Zion Says 9 1/2 Hour Pine Creek Rescue Was Most Difficult in Memory


Newspapers said Zion National Park Rangers said the 9 1/2 hour rescue in Pine Creek Canyon was one of the most difficult in the park’s history.

Below is the official NPS Morning Report on the incident.
On the evening of Wednesday, June 1st, the park was notified that a person canyoneering in Pine Creek was experiencing severe abdominal pain and unable to move. Two rangers, one of them a park medic, were dispatched to locate him and assess his condition. The injured hiker – Michael Hargrove of Houston, Texas – was found in a large boulder field down canyon from the last rappel in the Pine Creek slot canyon. In consultation with the Dixie Regional Medical Center, the rangers determined that the injury was most likely an abdominal hernia. The park search and rescue team was dispatched to complete the rescue. Hargrove was carried on a litter through the boulder field, which took several hours. He was then lifted to the top of the last rappel, a distance of about 150 feet, and carried to the base of a cliff, where he was then lifted another 150 to 200 feet to the second window of the Zion-Mt. Carmel tunnel. He was transferred to a waiting ambulance at 5 a.m., then transported to the Dixie Regional Medical Center in St. George, Utah. The rescue took about nine-and-a-half hours to complete and involved 24 members of the park’s staff and local volunteers. It was one of the most difficult and involved rescues ever conducted in the park.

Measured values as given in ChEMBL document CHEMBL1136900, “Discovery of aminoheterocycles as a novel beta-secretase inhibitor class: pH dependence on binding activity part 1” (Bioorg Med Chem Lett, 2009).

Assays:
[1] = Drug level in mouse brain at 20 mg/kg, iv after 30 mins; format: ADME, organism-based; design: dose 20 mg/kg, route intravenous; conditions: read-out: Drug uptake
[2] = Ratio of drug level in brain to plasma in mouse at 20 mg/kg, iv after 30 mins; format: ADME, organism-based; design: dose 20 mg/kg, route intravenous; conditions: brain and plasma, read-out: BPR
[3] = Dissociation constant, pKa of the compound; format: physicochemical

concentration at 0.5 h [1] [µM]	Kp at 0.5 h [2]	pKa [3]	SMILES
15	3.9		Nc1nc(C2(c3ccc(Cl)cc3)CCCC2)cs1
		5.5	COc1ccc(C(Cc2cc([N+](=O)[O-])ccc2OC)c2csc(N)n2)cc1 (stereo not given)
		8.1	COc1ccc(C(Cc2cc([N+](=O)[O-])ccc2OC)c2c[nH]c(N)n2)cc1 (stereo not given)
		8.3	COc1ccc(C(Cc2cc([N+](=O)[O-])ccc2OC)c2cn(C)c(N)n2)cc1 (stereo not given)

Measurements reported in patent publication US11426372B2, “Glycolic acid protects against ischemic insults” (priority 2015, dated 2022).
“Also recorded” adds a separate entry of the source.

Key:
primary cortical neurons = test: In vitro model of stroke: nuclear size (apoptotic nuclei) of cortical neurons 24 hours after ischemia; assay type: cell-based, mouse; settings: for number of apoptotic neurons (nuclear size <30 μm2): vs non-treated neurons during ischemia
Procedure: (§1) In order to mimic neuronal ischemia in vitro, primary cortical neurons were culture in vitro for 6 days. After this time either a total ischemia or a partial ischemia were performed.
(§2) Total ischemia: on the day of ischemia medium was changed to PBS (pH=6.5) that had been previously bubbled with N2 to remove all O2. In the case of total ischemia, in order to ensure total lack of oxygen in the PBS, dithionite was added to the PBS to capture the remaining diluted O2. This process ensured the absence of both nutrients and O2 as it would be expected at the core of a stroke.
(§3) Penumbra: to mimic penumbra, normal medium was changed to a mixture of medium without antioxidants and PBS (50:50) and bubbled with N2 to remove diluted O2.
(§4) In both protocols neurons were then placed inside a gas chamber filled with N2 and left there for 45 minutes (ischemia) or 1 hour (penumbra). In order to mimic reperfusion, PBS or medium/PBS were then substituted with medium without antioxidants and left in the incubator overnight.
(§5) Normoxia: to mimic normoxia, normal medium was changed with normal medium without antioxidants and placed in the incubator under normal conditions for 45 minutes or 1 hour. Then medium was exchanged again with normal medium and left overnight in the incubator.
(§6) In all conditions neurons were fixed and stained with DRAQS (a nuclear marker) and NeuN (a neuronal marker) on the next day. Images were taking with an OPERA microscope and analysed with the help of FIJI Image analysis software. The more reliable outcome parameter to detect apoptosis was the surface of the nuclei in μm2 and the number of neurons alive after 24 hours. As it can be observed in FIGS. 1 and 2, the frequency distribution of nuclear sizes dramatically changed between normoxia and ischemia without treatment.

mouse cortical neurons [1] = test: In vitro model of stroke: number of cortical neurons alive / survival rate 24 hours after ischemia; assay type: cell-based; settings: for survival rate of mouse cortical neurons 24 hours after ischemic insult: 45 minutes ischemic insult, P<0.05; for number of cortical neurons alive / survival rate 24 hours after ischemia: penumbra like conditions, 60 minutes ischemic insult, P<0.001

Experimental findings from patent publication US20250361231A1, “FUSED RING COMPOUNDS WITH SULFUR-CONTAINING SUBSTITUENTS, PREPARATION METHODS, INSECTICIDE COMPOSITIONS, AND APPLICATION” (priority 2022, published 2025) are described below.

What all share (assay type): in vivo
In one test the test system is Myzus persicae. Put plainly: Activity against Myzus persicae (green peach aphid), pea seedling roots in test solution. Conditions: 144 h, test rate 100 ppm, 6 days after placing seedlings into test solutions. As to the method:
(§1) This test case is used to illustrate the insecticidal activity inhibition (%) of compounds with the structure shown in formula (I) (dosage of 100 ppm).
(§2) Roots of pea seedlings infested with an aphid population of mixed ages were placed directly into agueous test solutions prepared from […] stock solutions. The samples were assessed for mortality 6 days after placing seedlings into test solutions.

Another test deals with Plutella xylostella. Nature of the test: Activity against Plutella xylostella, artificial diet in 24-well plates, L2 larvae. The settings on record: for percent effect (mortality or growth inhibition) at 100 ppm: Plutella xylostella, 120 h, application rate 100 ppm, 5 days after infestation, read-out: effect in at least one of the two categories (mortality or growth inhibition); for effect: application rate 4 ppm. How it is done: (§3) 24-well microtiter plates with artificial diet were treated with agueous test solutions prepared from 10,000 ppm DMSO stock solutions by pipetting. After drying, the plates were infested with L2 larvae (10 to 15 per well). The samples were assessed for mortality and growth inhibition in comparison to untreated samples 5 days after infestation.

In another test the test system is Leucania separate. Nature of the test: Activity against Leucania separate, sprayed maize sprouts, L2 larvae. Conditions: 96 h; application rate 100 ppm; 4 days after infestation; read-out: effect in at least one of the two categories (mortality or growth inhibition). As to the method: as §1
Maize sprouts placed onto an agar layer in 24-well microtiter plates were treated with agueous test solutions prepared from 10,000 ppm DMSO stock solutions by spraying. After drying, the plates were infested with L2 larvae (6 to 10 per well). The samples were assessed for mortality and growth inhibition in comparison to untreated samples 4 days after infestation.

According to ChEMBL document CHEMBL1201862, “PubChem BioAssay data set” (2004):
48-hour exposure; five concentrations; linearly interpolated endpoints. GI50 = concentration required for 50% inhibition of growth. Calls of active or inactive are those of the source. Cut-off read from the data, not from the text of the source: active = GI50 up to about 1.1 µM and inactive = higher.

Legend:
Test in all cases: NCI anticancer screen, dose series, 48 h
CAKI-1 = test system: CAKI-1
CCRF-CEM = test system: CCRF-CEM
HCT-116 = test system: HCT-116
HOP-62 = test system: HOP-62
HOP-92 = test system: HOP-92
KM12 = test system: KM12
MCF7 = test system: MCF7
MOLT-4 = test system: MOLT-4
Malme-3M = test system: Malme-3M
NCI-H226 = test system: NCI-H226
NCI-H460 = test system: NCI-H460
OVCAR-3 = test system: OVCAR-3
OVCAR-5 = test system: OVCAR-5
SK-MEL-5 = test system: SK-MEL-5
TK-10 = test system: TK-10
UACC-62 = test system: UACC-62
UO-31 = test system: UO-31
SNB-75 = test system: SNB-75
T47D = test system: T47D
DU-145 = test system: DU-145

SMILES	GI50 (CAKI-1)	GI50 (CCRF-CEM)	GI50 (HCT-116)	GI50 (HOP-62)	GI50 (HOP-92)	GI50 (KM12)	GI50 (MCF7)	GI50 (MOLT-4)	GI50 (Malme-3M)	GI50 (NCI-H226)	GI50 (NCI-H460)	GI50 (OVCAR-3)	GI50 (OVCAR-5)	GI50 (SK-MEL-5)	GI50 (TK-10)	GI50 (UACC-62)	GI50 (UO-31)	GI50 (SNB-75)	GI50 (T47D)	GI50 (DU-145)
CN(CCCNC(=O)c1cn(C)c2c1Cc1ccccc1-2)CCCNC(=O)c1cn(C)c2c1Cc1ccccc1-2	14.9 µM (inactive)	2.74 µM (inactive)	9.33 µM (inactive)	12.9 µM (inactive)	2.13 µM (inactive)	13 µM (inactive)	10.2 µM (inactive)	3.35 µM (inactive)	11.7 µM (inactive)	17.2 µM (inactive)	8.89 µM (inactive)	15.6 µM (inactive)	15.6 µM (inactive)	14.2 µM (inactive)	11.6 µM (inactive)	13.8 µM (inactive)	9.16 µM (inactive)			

[Submitted by Ron Terry, Public Affairs]


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